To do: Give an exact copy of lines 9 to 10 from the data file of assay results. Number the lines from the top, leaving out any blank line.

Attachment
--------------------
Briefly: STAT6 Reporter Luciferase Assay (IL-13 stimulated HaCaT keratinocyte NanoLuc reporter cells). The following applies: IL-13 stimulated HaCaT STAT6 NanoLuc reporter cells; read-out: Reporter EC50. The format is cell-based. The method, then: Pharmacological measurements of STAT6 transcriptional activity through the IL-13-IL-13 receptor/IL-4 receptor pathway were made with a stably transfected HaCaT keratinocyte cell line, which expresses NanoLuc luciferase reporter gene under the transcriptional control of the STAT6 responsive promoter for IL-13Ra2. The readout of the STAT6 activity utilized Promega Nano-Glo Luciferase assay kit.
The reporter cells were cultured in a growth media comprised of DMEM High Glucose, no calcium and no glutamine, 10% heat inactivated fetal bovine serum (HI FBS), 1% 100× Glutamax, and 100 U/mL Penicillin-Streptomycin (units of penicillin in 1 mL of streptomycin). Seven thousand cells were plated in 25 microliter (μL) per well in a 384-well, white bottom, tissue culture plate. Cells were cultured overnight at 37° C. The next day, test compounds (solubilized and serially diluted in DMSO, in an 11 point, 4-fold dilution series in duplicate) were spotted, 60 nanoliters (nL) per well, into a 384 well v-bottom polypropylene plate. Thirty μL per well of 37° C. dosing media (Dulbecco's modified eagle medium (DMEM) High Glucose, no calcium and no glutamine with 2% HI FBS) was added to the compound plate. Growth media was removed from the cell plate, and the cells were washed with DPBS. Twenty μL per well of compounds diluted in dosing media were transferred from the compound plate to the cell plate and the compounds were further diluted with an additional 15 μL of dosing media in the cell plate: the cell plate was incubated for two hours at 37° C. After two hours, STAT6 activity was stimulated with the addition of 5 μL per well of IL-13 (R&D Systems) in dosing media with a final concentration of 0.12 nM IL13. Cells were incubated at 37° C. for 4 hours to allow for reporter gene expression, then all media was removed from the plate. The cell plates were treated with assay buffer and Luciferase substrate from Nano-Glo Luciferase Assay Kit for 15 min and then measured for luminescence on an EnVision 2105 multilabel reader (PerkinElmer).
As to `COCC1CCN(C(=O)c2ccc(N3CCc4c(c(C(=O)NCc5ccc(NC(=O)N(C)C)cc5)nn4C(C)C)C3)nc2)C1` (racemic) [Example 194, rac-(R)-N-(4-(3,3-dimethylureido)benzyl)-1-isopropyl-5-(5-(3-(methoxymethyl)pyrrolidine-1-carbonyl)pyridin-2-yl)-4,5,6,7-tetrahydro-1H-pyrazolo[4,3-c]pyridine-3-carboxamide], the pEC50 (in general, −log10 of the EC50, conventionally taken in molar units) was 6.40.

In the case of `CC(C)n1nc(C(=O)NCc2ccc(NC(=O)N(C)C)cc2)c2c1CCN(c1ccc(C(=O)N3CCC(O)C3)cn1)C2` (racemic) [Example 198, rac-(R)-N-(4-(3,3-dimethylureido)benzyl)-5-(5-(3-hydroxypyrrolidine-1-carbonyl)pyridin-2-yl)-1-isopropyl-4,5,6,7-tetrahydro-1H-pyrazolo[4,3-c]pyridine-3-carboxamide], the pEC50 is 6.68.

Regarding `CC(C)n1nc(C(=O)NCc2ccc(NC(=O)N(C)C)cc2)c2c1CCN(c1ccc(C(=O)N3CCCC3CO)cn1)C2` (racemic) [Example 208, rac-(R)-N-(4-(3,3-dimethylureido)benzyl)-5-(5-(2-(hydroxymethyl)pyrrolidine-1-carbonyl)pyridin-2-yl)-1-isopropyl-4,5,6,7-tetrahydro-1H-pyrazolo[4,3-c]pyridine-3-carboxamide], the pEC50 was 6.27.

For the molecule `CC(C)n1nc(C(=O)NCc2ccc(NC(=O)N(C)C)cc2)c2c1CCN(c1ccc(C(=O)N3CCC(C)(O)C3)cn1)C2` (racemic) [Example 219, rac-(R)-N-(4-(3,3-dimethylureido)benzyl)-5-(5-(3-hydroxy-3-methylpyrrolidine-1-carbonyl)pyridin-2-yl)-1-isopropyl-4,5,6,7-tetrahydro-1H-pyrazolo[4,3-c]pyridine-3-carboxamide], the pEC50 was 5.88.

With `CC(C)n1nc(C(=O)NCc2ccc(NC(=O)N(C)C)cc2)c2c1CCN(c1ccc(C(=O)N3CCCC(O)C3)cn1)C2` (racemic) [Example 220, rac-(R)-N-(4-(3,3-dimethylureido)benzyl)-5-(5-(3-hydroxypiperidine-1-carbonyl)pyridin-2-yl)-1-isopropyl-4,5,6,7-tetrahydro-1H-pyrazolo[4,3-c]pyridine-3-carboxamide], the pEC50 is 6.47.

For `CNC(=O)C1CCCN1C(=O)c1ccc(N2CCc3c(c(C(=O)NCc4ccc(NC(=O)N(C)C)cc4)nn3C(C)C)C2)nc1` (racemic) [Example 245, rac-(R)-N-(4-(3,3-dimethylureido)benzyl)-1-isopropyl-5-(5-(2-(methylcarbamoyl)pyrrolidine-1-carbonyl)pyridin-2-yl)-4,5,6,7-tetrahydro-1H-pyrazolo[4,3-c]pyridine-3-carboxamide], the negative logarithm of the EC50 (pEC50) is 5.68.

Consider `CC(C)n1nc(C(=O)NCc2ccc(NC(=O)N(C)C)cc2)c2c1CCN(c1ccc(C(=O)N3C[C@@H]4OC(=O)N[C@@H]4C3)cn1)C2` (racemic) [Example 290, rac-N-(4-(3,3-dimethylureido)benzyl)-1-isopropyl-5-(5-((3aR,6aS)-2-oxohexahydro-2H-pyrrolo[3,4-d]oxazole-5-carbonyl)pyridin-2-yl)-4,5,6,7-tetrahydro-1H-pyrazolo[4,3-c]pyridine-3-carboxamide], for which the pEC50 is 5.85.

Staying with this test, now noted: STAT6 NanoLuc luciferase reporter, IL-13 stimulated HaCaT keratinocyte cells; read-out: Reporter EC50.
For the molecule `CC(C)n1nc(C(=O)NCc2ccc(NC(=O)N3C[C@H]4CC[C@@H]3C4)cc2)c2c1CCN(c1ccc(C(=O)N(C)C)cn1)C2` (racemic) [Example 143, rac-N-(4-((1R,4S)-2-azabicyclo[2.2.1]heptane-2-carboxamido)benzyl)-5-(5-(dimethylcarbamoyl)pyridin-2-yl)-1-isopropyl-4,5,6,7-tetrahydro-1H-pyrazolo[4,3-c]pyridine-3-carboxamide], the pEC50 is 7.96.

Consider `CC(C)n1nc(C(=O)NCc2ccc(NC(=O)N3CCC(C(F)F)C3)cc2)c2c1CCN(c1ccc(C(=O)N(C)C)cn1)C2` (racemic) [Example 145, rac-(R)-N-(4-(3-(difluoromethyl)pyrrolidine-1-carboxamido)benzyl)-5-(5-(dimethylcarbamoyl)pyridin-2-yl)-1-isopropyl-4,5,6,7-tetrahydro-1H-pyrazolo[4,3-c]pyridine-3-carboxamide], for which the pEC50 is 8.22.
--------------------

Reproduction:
Consider `CC(C)n1nc(C(=O)NCc2ccc(NC(=O)N(C)C)cc2)c2c1CCN(c1ccc(C(=O)N3C[C@@H]4OC(=O)N[C@@H]4C3)cn1)C2` (racemic) [Example 290, rac-N-(4-(3,3-dimethylureido)benzyl)-1-isopropyl-5-(5-((3aR,6aS)-2-oxohexahydro-2H-pyrrolo[3,4-d]oxazole-5-carbonyl)pyridin-2-yl)-4,5,6,7-tetrahydro-1H-pyrazolo[4,3-c]pyridine-3-carboxamide], for which the pEC50 is 5.85.

Staying with this test, now noted: STAT6 NanoLuc luciferase reporter, IL-13 stimulated HaCaT keratinocyte cells; read-out: Reporter EC50.